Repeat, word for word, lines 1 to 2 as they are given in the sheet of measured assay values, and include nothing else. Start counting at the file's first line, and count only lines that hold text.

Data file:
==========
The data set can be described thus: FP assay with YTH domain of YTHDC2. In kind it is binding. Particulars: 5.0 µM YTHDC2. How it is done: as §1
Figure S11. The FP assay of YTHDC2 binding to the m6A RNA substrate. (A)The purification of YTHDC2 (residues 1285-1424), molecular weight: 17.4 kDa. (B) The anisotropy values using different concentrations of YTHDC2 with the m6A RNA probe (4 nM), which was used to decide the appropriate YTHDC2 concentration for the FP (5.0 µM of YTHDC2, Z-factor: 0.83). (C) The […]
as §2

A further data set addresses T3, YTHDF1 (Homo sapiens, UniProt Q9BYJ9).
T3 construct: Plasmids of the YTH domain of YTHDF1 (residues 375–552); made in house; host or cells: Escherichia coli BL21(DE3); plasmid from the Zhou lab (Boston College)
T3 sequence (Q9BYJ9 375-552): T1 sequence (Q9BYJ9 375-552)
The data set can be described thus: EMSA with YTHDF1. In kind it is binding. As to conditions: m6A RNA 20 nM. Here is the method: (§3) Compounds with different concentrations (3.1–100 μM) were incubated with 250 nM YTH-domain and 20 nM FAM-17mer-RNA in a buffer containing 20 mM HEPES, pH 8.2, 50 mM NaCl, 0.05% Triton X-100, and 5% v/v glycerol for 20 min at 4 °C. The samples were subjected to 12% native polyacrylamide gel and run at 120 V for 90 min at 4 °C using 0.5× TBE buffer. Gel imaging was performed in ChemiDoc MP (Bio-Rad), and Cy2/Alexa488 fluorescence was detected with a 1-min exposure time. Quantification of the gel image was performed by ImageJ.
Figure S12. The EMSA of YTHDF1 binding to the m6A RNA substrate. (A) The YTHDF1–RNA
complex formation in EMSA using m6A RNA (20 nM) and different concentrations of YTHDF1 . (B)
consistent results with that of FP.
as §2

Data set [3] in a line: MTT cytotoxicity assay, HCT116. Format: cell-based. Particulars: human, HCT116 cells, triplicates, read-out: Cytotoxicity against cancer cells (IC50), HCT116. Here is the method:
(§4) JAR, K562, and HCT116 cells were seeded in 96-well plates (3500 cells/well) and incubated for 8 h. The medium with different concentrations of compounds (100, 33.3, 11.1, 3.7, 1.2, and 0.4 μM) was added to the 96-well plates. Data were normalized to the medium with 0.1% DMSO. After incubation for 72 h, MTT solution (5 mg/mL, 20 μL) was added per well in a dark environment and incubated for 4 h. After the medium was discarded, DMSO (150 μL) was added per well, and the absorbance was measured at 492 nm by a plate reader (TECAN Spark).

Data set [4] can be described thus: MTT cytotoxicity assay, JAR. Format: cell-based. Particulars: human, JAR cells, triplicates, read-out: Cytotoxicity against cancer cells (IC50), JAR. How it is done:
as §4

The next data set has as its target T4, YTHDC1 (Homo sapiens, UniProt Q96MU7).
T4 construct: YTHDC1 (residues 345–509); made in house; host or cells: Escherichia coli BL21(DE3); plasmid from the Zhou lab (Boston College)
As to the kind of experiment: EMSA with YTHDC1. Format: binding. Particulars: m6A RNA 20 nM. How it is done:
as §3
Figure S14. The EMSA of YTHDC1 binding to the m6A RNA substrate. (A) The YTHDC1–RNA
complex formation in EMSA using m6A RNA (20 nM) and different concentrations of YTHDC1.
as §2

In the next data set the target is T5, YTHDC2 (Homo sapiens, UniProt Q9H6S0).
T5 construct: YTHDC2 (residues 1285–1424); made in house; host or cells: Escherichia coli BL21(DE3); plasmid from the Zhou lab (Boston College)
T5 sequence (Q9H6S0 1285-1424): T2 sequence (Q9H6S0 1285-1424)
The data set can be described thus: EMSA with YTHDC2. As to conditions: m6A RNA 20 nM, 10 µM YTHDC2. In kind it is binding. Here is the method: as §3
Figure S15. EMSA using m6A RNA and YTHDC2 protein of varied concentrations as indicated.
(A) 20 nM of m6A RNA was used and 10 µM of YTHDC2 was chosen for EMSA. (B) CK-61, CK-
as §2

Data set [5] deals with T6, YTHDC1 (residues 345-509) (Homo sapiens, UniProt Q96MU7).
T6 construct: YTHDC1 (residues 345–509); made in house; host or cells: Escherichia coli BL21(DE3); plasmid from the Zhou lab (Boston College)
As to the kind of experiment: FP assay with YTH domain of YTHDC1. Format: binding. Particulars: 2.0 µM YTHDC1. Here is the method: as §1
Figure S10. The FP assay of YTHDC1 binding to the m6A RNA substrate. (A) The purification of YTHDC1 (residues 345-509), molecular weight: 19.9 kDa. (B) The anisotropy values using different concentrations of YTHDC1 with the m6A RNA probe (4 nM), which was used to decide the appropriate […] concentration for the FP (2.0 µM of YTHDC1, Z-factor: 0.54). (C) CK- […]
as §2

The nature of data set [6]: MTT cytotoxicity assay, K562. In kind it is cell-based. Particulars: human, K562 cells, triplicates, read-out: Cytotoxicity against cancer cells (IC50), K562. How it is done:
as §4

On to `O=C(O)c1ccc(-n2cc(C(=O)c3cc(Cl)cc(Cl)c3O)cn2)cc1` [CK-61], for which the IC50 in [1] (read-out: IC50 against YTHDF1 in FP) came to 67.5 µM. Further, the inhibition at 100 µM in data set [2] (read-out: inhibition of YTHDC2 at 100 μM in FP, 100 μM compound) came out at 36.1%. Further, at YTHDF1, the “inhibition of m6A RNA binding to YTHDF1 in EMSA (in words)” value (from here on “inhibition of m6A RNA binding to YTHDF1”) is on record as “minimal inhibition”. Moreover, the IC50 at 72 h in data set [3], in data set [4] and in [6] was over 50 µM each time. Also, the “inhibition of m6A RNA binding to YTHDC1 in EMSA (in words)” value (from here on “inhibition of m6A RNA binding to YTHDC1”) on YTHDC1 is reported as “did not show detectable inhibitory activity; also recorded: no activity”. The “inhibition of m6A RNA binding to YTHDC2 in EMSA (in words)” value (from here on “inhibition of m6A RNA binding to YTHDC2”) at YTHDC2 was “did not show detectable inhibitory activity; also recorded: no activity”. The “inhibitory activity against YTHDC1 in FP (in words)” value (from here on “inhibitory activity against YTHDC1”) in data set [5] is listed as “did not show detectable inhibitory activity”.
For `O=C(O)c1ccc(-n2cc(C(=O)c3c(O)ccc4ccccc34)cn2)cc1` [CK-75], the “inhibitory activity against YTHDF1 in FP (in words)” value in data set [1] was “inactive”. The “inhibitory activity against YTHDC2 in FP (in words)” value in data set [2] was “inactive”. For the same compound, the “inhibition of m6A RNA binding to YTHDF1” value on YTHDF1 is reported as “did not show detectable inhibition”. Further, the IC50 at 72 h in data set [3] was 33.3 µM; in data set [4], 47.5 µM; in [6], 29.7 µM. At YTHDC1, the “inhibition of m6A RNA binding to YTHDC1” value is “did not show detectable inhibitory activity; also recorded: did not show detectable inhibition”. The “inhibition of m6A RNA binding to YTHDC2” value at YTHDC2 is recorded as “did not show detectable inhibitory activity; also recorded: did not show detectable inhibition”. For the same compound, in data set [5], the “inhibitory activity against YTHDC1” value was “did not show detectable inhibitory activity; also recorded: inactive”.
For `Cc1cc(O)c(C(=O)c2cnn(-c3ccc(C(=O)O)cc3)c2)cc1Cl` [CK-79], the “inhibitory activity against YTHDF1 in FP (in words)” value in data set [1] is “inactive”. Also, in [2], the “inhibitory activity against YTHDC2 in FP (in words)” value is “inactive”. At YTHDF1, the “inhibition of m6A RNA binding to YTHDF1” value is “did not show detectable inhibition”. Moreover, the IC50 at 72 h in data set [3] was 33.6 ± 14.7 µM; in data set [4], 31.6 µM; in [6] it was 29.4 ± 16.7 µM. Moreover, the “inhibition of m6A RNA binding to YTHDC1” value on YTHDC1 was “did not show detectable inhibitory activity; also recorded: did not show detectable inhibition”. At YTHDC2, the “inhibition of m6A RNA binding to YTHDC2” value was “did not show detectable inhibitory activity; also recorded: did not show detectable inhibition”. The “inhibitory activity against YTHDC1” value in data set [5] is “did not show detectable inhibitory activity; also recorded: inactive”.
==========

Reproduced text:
The data set can be described thus: FP assay with YTH domain of YTHDC2. In kind it is binding. Particulars: 5.0 µM YTHDC2. How it is done: as §1
Figure S11. The FP assay of YTHDC2 binding to the m6A RNA substrate. (A)The purification of YTHDC2 (residues 1285-1424), molecular weight: 17.4 kDa. (B) The anisotropy values using different concentrations of YTHDC2 with the m6A RNA probe (4 nM), which was used to decide the appropriate YTHDC2 concentration for the FP (5.0 µM of YTHDC2, Z-factor: 0.83). (C) The […]